On This Day – September 27, 1925

Today, Leslie Evans. aged 24 years, as tevedore, was remanded at the City Court today until October 9 on a charge of having murdered Bennedetto Gracios, an Indian bedroom steward on the Mooltan. who was assaulted and robbed on September 27 and died. yesterday as a result of injuries received. Bail was refused.

On This Day – September 27, 1941

Alfred Bye, 24, soldier, was to-day found guilty of murdering Thomas Edward Walker, a soldier, in the Treasury
Gardens, on September 27, and sentenced to death.
Bye. in his defence said that he had hit Walker in self-defence, and Walker had been fatally stabbed when he rolled on a 9 inch sheath knife.
There were 16 stab wounds in Walker’s body.

On this day …….. 27th September 1956

GTV (channel 9) was amongst the first television stations to begin regular transmission in Australia. Test transmissions began on 27 September 1956, introduced by former 3DB radio announcer Geoff Corke, based at the Mt Dandenong transmitter, as the studios in Richmond were not yet ready. The station was officially opened on 19 January 1957. by Victorian Governor Sir Dallas Brooks from the studios in Bendigo Street, Richmond. A clip from the ceremony has featured in a number of GTV retrospectives, in which the Governor advises viewers that if they did not like the programs, they could just turn off.

 

On this day …….. 27th September 1919

The police of Bourke street West Watchhouse, Melbourne, vouch for this story about a cockatoo. Some months ago Mr Pearson, licensee of a South Melbourne hotel, reported the loss of the bird, which he valued at £50. On Friday a plain-clothes constable traced the bird to a house in Park street, Melbourne, and arrested a woman on a charge of having stolen it. Then Mr Pearson was invited to the watchhouse to identify the bird. What happened in actual fact was that cockatoo identified Mr Pearson. As Mr Pearson entered the room the bird immediately recognised his former owner, shrieking excitedly. The cockatoo cried out, Hullo, Pearson! Bring a whisky and soda for cocky,’ beating the sides of the cage in such a frenzy that the amazed police were prepared to believe that the bird had had one already that day.

 

27 September 1919 

The police of Bourke street West Watchhouse, Melbourne, vouch for this story about a cockatoo.

Some months ago Mr Pearson, licensee of a South Melbourne hotel, reported the loss of the bird, which he valued at £50.

On Friday a plain-clothes constable traced the bird to a house in Park street, Melbourne, and arrested a woman on a charge of having stolen.it.

Then Mr Pearson was invited to the watchhouse to identify the bird. What happened in actual fact was that cockatoo identified Mr Pearson. As Mr Pearson entered the room the bird immediately recognised his former owner, shrieking excitedly.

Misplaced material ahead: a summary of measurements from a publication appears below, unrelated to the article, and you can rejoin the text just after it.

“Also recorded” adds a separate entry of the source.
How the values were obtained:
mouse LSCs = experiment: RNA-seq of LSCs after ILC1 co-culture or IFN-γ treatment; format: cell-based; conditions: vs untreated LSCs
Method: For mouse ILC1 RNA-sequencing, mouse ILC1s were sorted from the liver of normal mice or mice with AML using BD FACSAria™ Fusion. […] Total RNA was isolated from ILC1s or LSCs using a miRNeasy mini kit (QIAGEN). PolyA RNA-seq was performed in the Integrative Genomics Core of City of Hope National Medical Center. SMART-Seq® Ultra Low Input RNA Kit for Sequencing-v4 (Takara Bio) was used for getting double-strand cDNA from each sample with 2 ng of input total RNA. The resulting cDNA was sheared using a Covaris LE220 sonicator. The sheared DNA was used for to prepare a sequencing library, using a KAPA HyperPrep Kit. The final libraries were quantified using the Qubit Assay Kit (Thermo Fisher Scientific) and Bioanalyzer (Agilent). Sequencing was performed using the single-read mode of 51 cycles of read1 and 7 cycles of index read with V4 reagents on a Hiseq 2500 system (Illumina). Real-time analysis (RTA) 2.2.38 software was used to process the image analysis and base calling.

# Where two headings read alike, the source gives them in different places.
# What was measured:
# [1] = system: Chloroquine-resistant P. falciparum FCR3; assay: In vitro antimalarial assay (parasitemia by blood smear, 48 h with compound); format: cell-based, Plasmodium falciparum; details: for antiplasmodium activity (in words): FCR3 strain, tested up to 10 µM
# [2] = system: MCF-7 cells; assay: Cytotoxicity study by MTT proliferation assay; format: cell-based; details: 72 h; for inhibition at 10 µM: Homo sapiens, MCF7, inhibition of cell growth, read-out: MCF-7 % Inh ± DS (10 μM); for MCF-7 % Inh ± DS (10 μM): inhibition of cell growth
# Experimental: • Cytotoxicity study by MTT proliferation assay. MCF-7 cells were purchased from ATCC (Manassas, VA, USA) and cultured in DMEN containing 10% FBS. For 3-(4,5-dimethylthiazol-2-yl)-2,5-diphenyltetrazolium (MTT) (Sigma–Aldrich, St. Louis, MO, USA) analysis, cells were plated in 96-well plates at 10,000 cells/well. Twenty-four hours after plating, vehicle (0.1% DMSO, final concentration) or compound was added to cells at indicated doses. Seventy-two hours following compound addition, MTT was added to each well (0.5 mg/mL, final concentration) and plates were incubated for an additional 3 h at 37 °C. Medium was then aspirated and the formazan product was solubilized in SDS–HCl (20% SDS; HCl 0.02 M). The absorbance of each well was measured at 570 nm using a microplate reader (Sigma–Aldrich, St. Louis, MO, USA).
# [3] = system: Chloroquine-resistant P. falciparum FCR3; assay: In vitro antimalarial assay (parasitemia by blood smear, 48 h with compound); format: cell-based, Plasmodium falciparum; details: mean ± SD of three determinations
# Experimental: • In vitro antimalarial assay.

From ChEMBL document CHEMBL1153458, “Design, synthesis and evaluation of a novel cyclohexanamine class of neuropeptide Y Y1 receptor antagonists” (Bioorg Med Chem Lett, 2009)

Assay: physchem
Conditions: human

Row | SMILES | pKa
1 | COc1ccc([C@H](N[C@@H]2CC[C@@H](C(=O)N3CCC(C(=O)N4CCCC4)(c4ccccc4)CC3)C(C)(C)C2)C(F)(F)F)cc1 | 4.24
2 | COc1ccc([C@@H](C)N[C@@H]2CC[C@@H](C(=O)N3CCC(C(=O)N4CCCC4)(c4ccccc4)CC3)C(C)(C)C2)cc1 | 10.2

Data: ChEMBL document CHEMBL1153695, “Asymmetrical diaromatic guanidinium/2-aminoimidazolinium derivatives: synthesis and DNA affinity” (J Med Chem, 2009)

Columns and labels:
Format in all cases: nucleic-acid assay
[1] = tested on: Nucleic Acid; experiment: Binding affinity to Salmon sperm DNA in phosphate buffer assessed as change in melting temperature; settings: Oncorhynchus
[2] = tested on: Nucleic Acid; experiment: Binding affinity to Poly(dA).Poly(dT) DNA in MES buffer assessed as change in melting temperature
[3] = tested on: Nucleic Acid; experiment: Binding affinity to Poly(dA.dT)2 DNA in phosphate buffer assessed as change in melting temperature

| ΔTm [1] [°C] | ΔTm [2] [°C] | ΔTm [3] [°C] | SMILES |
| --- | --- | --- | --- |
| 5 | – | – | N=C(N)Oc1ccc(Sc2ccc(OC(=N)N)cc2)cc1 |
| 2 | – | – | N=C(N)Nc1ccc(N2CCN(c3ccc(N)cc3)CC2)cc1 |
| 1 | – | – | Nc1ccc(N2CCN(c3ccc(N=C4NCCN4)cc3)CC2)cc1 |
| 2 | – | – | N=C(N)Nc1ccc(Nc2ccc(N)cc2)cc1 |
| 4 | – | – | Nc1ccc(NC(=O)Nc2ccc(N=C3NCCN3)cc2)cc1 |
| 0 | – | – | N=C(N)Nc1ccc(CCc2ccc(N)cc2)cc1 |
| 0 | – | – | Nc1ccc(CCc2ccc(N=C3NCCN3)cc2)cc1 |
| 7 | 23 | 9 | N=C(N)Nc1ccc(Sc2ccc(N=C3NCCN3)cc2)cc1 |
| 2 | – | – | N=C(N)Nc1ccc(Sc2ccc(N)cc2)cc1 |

The cockatoo cried out, Hullo, Pearson! Bring a whisky and soda for cocky,’ beating the sides of the cage in such a frenzy that the amazed police were prepared to believe that the bird had had one already that day.

On this day …….. 27th September 1990

The town of Gundagai is located on the Murrumbidgee River 390 km south-west of Sydney, New South Wales, Australia. Australian explorer Hamilton Hume, together with immigrant William Hovell, were the first Europeans to visit when they passed through the area in 1824, and their expedition subsequently opened up the area for farming land. Explorer Charles Sturt identified a spot near Gundagai as the best crossing point of the river for coaches and drovers. A settlement gradually grew up along the Murrumbidgee River at the river crossing, and by 1852, there were around 300 people living along the river flats. The flats had already shown they were prone to flooding, but people ignored the warnings and stayed in close proximity to the water. Torrential rain had been falling in the Snowy Mountains for most of the month of June 1852. Despite the rising river, many people chose to wait out the floods in the lofts of their houses rather than evacuate, as they were familiar with floods. However, in the early hours of 25 June 1852, a torrent swept down the Murrumbidgee valley. Houses collapsed and people were swept away. A punt sent out to rescue people capsized, its occupants thrown into the raging waters. Two Aborigines, Yarri and Jackey Jackey, showed great courage and heroism as they took their canoes out into the torrent to rescue people stranded in trees and the water. Although they rescued 49, another 89 were killed in the Gundagai flood. After another, higher flood in 1853, the town was relocated at its current site on the hill, Mount Parnassus, above the river. Yarri, who led the rescue, has been honoured through the years with various small monuments around the town. On 27 September 1990, NSW Premier Nick Greiner formally unveiled a headstone for Yarri’s grave, which had lain unmarked for a century.